Scientists Calculate Icefield Melting with 2D and 3D Glacier Model
The Juneau Icefield Research Program (JIRP) has calculated that thinning of Alaska’s Taku Glacier has increased from an average rate of half a metre to two metres per year over the past two decades. Annual mapping by JIRP reveals the glacier’s thickness has increased and decreased from one year to the next, likely due to snow accumulation variability, but the overall current trend shows an annual net loss of ice.
“Taku is losing enough meltwater every day to fill an NFL stadium,” said Seth Campbell, JIRP director of Academics & Research.
Yearly GPS field points
JIRP monitors the complex kinematics and mass balance of the Juneau Icefield – that is, they study annual changes to ice velocity, snow accumulation, and surface melting – to estimate if the glacier is advancing or retreating over time. One way they accomplish this task is by mapping yearly GPS field points in the Grapher and Surfer modeling packages from Golden Software, a developer of 2D and 3D scientific software based in Colorado.
“JIRP’s study of the many processes impacting the Juneau Icefield demonstrates the value of applying advanced visualization to gain insights from complex data sets,” said Golden Software CEO Blakelee Mills.
Accurate assessment of the Taku melt rate is vital to the study of climate change because, at more than 800 square kilometers, the glacier is the largest in the massive Juneau Icefield. Straddling the Alaska-Canada border, the receding icefield plays multiple important roles in local ecosystems. For the residents of British Columbia, it is a reliable supply of freshwater, but for the Gulf of Alaska, increasing glacier meltwater can have potentially negative impacts the marine ecosystem and valuable fisheries.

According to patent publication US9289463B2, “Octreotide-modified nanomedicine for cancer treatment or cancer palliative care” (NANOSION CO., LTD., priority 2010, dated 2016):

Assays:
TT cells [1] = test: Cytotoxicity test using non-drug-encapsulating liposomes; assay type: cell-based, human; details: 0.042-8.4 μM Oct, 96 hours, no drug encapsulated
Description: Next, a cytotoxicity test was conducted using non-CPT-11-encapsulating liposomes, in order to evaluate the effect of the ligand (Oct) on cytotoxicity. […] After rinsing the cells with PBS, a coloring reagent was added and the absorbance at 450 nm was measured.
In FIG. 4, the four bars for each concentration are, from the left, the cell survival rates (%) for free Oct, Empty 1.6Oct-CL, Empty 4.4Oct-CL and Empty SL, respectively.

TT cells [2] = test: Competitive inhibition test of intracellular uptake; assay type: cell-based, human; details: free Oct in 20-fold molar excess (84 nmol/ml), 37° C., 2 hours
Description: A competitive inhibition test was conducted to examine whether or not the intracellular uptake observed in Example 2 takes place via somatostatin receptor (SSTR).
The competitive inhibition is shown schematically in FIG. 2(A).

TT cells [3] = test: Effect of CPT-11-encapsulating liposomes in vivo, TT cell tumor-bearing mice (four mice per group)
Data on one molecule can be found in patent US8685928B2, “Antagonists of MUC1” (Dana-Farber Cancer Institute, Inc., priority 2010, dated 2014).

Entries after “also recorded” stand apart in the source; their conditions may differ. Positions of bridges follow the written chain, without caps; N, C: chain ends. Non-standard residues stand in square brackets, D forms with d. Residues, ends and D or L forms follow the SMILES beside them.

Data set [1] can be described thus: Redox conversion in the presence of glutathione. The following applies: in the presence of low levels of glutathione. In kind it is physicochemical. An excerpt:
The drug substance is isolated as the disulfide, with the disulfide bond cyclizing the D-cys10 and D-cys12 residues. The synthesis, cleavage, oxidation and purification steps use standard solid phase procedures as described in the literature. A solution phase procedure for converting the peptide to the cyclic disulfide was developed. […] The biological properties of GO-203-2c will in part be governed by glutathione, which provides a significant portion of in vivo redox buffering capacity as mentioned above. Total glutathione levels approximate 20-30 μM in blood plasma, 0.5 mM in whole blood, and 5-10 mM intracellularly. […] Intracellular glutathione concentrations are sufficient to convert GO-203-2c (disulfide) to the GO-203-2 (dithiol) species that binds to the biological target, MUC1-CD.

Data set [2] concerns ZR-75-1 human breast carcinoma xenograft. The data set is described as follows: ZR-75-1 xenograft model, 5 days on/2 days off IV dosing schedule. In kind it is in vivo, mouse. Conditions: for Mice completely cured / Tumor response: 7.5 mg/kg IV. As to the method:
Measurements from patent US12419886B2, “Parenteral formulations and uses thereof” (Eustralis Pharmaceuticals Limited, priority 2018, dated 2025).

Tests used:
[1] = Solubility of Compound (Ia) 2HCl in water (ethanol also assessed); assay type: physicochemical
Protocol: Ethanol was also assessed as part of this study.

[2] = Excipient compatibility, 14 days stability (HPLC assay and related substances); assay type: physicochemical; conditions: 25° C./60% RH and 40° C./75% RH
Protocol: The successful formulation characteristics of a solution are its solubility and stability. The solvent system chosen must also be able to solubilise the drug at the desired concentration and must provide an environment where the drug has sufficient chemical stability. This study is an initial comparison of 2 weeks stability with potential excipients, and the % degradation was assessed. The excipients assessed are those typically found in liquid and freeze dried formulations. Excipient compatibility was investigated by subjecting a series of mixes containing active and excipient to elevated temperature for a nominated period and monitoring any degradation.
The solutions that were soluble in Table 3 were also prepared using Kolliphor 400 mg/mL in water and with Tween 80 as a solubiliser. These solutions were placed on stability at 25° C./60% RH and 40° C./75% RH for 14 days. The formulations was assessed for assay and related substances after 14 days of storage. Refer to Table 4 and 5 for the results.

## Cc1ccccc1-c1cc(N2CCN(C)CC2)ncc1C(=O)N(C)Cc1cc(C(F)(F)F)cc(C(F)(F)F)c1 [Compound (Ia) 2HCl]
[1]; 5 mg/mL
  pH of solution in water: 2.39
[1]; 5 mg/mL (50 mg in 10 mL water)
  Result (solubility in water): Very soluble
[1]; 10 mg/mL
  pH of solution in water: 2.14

Overall glacier volume change
JIRP research dates to 1946, but the introduction of GPS contributed significantly to annual summer fieldwork beginning in 1993. Volunteers capture more than 1,000 GPS measurements at designated transect locations on the icefield each year to record glacial velocity and surface elevation changes. These values reveal whether the glacier is growing or shrinking due to changes in precipitation or melt rates or from changing rate of movement.
“We have seen increases in thickness after particularly snowy winters,” said Scott McGee, JIRP Geomatics Program Lead. “But less snow accumulation and more surface melt seem to be the primary drivers of change now.”
JIRP researchers rely on Golden Software’s Grapher scientific graphing package to plot GPS “Z” elevation values across transects in 2D to generate thickness profiles. They often overlay multiple years’ worth of field data to illustrate change over time. The scientists also input GPS field points for multiple transects from multiple years into the Surfer 3D surface mapping package to gain a sense of overall glacier volume change.
Together, these ice elevations, velocities, and volume change calculations give researchers a better understanding of external forces acting upon the Juneau Icefield and what to expect in the future. Read the full case study here.
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